MODESTO -- Art clay: $20. Student helpers: gratis. Gifts parents will treasure forever: priceless.
Wide smiles and grimy hands ruled the day as 17-year-olds paired with 7-year-olds to create mini-masterpieces in the Central Catholic High School art room Wednesday morning.
Spoiler alert: Parents of St. Stanislaus Parish School second-graders might want to read this after unwrapping their presents on Christmas morning.
Young artists made sketches of their families, then rolled, pinched, poked, squeezed and smooshed rough clay likenesses for hangable plaques. The sculptures put a fresh spin on kindergarten handprints many a parent keeps tucked away in a memory box.
High school seniors pitched in to help youngsters master the malleable medium. Central Catholic art teacher Lisa Barker said some of her students have expressed an interest in going into teaching. Working with the younger class from down the street gave them a preview.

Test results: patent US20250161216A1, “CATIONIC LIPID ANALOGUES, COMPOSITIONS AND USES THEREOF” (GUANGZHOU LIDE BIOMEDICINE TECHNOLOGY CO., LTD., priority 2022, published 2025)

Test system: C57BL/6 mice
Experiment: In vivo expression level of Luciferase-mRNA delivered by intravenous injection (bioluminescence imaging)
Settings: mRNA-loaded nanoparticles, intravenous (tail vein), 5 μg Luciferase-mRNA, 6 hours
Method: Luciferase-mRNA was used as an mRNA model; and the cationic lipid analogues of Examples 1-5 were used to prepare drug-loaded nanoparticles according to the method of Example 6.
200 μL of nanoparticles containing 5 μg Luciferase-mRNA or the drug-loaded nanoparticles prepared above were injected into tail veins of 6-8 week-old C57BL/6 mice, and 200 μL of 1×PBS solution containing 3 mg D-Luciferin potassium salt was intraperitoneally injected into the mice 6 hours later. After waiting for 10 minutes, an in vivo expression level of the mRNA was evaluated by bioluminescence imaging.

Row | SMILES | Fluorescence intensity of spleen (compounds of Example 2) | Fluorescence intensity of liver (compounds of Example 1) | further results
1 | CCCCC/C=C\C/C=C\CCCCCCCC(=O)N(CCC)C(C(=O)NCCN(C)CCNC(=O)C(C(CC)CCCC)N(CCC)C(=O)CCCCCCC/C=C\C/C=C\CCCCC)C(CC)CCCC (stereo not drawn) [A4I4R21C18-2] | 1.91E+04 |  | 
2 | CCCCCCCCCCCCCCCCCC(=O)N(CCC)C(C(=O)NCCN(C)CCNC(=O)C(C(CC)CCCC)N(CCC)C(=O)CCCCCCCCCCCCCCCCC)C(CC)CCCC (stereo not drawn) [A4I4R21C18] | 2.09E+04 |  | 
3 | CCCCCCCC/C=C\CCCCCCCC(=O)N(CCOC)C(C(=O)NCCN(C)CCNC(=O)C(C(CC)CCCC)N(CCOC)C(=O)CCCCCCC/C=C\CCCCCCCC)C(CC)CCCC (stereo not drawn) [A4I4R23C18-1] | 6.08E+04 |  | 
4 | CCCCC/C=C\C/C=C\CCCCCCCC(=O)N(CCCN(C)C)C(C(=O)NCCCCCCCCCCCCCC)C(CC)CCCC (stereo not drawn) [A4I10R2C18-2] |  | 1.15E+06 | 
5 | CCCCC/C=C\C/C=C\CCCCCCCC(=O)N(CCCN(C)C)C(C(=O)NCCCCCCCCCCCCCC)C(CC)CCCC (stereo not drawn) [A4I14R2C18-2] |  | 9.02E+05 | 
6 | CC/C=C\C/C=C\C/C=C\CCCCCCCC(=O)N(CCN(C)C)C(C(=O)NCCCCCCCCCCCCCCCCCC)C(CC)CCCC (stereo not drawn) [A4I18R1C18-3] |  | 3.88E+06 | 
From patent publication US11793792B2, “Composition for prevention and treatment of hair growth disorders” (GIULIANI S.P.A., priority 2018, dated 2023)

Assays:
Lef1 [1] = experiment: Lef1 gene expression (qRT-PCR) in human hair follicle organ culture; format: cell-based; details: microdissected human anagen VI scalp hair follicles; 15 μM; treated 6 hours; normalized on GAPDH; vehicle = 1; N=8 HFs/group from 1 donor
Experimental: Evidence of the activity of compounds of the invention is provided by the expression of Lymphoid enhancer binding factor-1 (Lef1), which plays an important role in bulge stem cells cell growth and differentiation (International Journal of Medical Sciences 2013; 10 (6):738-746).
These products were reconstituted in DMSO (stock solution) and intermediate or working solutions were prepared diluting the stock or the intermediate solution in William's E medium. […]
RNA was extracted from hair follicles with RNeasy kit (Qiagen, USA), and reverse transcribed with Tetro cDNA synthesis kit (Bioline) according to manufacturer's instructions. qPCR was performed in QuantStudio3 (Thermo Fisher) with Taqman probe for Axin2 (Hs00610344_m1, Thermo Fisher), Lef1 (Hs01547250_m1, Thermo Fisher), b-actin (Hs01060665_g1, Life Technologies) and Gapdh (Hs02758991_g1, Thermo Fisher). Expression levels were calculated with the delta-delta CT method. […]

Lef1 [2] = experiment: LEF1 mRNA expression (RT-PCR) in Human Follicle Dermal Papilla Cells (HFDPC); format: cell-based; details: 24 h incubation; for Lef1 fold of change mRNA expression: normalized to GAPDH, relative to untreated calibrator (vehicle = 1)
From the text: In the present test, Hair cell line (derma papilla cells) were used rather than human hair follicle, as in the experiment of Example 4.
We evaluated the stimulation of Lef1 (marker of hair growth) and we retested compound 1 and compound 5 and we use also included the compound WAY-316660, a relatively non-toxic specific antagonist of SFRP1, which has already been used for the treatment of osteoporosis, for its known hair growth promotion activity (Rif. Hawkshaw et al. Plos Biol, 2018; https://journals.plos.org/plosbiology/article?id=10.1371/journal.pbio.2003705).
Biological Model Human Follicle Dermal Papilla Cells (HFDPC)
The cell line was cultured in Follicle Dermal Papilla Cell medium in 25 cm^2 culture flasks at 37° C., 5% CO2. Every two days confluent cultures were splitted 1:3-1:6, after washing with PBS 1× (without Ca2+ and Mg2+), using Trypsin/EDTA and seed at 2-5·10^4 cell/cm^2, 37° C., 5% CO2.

"It's a chance for my kids to help and interact with younger students," Barker said.
Advanced art students Monica Aguilar and Gabby Sani said that after working with the kids, they could see the appeal. "I loved doing art as a kid. It's great to teach them new things and they can go home and do it," Sani said.
Beginning art student Zoe Sephos said she enjoyed the youngsters, but doesn't see a career in art panning out. "Actually, I'm really bad at art. I'm just helping out," she said with a grin.
Senior Evan Haworth said helping the kids during his period as an aide was a lot of fun, but not his calling. "I think I'll stick to dairy," he said with a laugh.
Future teachers or not, the Central Catholic collaboration was a boon for her class, said St. Stanislaus second-grade teacher Ginny McGiff. "We do art quite a bit. But we're not able to do clay. We don't have a kiln," she said.
McGiff said she incorporates art into lessons when she can. "Every child has a different learning style. Some children learn through art," she said.
But kids figuring out how to shape a skirt, maneuver implements to carve a face or curl strings of clay into hair didn't see that as learning. "It's fun," several said. They were just making a present.
Bee education reporter Nan Austin can be reached at firstname.lastname@example.org or (209) 578-2339, and on Twitter, @NanAustin.